In Utero Hematopoietic Stem Cell Transplantation for Alpha-thalassemia Major (ATM)
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|ClinicalTrials.gov Identifier: NCT02986698|
Recruitment Status : Recruiting
First Posted : December 8, 2016
Last Update Posted : May 1, 2020
|Condition or disease||Intervention/treatment||Phase|
|Alpha Thalassemia Major Hemoglobinopathy; With Thalassemia Hemoglobinopathies Fetal Anemia Fetal Hydrops Alpha; Thalassemia Thalassemia Major Thalassemia Alpha A-Thalassemia||Biological: in utero hematopoietic stem cell transplantation||Phase 1|
Alpha thalassemia major (ATM) is almost universally fatal in utero and represents an orphan disease with an unmet need for effective therapies. The only current treatment to allow the fetus to be born is to perform in utero transfusions (IUT) of red blood cells to treat the anemia and avoid the complications of hydrops and fetal demise. Often, affected pregnancies undergo elective termination after diagnosis. Cases with prenatal diagnosis of ATM who receive IUT and survive to birth will ultimately require lifelong monthly blood transfusions or bone marrow transplant, if a suitable donor is identified.
This is a phase 1 clinical trial to demonstrate the safety, feasibility and efficacy of performing in utero stem cell transplantation on fetuses affected with ATM. The investigators aim to recruit ten participants with a prenatal diagnosis of ATM. Participants will undergo bone marrow harvest and an in utero transfusion combined with maternal stem cells. Transplanting maternal cells into the fetus takes advantage of existing maternal-fetal tolerance during pregnancy. Hematopoietic stem cell (HSC) transplantation into the fetus takes advantage of the developing fetal immune system to induce tolerance to the transplanted cells without using conditioning or immunosuppression. Performing stem cell transplantation at the same time as IUT minimizes any additional procedural risk to the fetus.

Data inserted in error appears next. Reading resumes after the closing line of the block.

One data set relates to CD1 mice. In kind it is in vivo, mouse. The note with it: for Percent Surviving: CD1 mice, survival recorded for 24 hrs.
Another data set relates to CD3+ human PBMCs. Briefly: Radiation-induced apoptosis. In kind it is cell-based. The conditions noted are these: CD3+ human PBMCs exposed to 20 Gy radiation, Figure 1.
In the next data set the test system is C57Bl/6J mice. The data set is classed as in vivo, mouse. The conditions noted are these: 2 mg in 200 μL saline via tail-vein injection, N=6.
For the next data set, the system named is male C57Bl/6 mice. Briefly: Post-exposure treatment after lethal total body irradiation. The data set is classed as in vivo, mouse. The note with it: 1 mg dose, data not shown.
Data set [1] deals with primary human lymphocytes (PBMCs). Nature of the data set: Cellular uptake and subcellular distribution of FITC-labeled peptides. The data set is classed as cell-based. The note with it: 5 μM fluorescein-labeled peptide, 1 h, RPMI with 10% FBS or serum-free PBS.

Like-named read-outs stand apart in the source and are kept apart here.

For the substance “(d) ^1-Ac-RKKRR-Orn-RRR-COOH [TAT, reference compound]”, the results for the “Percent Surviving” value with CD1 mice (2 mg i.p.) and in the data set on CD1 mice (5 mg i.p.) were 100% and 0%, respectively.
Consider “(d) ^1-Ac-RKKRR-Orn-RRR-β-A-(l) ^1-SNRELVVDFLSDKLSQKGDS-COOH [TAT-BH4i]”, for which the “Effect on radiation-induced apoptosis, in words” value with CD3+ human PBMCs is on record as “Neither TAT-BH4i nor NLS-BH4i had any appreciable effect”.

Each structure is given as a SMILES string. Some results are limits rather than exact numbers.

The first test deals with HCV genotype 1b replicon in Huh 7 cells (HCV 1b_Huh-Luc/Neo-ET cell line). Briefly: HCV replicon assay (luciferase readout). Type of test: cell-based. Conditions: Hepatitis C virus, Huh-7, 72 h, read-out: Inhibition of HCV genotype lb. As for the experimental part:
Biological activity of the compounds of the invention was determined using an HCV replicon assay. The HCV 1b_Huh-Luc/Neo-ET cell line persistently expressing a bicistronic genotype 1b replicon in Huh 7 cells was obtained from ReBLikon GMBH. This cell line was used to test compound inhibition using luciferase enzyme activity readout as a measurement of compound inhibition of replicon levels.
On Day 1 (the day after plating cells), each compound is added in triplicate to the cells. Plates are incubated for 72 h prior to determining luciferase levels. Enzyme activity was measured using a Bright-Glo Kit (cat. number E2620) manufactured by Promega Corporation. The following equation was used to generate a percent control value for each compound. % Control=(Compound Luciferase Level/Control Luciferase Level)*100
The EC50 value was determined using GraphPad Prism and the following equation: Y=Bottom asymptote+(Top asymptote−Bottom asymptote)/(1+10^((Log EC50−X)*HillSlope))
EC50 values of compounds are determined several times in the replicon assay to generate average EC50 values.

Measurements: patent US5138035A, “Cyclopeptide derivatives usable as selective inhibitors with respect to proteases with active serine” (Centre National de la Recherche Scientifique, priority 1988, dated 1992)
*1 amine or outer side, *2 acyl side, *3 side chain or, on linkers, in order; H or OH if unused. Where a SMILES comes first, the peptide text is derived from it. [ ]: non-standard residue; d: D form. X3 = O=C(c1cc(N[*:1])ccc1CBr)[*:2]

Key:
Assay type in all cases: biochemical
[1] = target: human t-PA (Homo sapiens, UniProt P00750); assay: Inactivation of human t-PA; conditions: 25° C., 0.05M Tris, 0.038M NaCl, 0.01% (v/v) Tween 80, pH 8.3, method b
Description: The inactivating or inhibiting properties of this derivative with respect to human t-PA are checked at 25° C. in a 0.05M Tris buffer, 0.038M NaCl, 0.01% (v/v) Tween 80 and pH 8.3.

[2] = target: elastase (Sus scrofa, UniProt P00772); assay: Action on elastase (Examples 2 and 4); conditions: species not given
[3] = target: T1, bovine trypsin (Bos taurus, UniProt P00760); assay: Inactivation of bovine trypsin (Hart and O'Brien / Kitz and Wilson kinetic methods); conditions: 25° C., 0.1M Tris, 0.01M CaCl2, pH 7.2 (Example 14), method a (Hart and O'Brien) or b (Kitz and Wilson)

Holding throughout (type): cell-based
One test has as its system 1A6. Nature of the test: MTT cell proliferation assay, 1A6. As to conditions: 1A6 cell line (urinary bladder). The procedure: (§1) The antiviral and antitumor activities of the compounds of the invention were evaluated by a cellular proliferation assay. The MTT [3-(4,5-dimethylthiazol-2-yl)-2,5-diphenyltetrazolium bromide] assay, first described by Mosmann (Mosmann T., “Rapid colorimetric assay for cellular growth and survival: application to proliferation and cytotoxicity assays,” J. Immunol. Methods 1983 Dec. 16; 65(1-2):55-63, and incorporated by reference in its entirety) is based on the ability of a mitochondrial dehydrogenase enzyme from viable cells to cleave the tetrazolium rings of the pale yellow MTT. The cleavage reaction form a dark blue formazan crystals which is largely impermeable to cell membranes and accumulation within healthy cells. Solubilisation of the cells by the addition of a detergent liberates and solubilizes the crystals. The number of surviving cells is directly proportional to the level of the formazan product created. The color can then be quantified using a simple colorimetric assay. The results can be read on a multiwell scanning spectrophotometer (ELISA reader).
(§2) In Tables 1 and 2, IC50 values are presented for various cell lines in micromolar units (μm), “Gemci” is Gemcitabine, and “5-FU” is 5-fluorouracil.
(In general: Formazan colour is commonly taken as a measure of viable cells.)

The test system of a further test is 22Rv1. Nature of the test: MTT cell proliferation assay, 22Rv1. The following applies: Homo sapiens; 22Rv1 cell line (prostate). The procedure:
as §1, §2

The investigators hope to demonstrate that it is safe and feasible to perform in utero stem cell transplantation. Additionally, the investigators want to demonstrate postnatal chimerism of maternal cells so that, if a bone marrow transplant remains necessary after delivery, conditioning and immune suppression will not be required.
|Study Type :||Interventional (Clinical Trial)|
|Estimated Enrollment :||10 participants|
|Intervention Model:||Single Group Assignment|
|Masking:||None (Open Label)|
|Official Title:||A Single-Center, Non-Randomized Study of the Safety and Efficacy of In Utero Hematopoietic Stem Cell Transplantation for the Treatment of Fetuses With Alpha Thalassemia Major|
|Actual Study Start Date :||October 5, 2017|
|Estimated Primary Completion Date :||February 2022|
|Estimated Study Completion Date :||February 2024|
Experimental: in utero hematopoietic stem cell transplantation